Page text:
So this is why I think TAKEN is a propaganda movie, because it goes out of its way to violate the movie morality rule and yet keep the hero likable. It's trying to negate the rule by making the immoral actions themselves palatable. Creepy. Making a movie like this is so counter-intuative, releasing it takes a Triumph of the Will.


Publius said...

Um... I was reviewing the comic books form 1985, not the movie. I only mention that a movie is forthcoming I didn't say I was reviewing the movie.

Paulie said...

OK, piker, I have arrived.

I saw 'Taken' over the weekend and loved it.

Yes, Neeson's character is an anti-hero. What hero isn't, really?

I'd be happy to discuss the movie itself, but before I do I feel that your little bon mot about Fox deserves a reply.

Have you, by chance, seen the mini-series XIII? If not, you can catch it on Hulu or Fancast.

It's a fairly formulaic knockoff of the Bourne Identity with one HUGE difference--and this is a spoiler: it's all a Republican conspiracy.

Point being that you can pretty much get propaganda from all sides when you look for it. 'Inconvenient Truth' comes to mind as well.

Now, on to the gratuitous violence--something I enjoyed, by the way...

Neeson warned the m-f'ers that if they didn't let his daughter go he'd kill them.

All he did was keep his promise. I had no problem with that. Even my wife, a closet liberal if there ever was one was OK with it.

Regarding the shooting of an innocent woman: this was the wife of someone he thought was his friend, someone that KNEW where his daughter could be found and who was taking bribe money from the slave ring.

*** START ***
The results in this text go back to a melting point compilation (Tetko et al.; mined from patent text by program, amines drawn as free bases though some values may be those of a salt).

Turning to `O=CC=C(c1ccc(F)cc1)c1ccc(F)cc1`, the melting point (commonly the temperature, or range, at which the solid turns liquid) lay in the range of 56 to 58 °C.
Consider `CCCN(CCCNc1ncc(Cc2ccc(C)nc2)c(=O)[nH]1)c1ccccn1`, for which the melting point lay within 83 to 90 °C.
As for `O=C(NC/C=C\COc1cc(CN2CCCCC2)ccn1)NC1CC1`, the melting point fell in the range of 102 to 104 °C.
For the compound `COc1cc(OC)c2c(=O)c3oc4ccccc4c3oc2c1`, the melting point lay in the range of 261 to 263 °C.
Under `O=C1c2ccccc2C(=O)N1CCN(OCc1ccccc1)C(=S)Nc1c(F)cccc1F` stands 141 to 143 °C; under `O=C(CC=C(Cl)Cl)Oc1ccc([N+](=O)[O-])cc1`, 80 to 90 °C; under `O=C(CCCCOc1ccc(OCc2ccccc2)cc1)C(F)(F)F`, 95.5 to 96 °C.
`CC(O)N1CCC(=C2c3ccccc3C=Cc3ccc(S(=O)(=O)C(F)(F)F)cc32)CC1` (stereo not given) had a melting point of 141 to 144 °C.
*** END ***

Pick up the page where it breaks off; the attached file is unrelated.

The flesh wound had multiple purposes: pry the necessary information from his 'friend', let his friend see what it was like to have a loved one hurt, let his friend know that he was not going to screw around waiting for him to cough up the info he needed.

Your alternative of taking the guy into another room to shoot him doesn't get it done: THAT would take too much time; after all the other guy was a trained agent as well--he would resist. (Kind of like negotiating with the Koreans--but I digress)

What exactly is the propaganda here? That a father will do anything to protect his daughter? That's propaganda? That force works? That's propaganda?

Piker, you are a pissa, as we say in Beantown.

In the situation as described in the movie, the (anti)hero had to fly from LA to Paris and had a total of 96 hours to save his child.

He attempted to negotiate; he explained his offer and options to the bad guys. The bad guys chose Door Number 2.

I told my wife on the way out of the theater: I smell a sequel.

Danielk said...

Paulie, shooting an innocent woman to save your innocent girl is just wrong. However, I'm willing to grant that most audience members disagree with me.

As for your "what hero isn't, really?" question, I'm thinkin' this.

hero = Luke Skywalker, Indiana Jones, Batman (circa 1968, 1990), the kid in SLUMDOG MILLIONAIRE, John McCain.

anti-hero = Lando Calrissian, Bonnie and Clyde, Batman (circa 2008) Rod Blagojevich. Interesting guys, fun to watch, but no moral compass.

Publius, point well taken. You never claimed to have seen the movie, and clearly you are quite well-versed in the graphic novel. My apologies.

See? Anti-heroes wouldn't apologize.

Mr No Appendix said...

At the end when it said ' Fox ' ...the movie as propaganda, black and white thinking and American morality was quickly entertained.

Its a piece of manipulative garbage.